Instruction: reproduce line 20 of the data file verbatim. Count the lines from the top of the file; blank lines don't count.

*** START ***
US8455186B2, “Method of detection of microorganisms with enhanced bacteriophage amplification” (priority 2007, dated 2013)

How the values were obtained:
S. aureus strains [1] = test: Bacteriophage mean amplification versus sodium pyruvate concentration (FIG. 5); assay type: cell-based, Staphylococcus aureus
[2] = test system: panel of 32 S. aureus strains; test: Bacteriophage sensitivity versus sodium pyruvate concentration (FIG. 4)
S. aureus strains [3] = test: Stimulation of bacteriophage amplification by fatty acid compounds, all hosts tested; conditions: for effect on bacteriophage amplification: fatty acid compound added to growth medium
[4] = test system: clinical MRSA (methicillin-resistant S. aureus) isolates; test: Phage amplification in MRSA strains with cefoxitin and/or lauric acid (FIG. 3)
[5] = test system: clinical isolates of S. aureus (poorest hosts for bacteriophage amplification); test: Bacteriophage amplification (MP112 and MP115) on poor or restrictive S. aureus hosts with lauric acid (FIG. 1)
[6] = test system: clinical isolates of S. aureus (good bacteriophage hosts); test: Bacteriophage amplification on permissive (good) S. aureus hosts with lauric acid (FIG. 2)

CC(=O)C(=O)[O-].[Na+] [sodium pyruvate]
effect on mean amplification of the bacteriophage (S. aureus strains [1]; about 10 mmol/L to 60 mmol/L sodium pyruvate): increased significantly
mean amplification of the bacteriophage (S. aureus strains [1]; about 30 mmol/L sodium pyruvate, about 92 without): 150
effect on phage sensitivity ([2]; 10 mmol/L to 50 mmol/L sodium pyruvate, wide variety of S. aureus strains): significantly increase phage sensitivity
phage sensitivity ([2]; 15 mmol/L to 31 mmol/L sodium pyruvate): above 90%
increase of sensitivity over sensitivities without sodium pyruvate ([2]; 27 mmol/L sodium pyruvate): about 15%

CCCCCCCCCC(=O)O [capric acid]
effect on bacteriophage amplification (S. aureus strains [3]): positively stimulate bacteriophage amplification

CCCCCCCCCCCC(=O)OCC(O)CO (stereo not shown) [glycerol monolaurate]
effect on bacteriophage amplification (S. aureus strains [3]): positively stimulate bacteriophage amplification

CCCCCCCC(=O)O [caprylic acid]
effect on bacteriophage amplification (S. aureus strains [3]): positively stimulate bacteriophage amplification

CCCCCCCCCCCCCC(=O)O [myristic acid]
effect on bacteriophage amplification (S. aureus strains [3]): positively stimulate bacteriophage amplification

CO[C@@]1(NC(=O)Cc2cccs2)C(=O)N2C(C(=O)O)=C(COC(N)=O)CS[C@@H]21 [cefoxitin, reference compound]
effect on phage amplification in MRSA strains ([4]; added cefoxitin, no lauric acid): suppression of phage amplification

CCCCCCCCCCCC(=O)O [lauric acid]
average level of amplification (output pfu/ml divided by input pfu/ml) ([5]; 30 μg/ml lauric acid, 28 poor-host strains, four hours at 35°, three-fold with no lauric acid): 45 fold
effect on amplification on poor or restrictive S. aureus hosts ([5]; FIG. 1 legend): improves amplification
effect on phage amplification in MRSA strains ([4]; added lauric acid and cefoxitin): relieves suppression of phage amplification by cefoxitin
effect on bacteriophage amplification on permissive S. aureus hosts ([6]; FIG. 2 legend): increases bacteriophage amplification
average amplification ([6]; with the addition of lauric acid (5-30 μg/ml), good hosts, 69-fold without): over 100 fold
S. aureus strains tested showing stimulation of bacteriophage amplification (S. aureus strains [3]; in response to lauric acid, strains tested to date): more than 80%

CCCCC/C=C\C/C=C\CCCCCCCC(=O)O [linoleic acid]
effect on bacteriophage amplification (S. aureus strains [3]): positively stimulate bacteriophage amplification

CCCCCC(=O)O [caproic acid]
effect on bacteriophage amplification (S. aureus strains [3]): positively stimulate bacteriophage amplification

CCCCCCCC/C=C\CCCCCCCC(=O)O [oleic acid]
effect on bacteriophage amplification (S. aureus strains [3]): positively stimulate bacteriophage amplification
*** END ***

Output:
effect on bacteriophage amplification (S. aureus strains [3]): positively stimulate bacteriophage amplification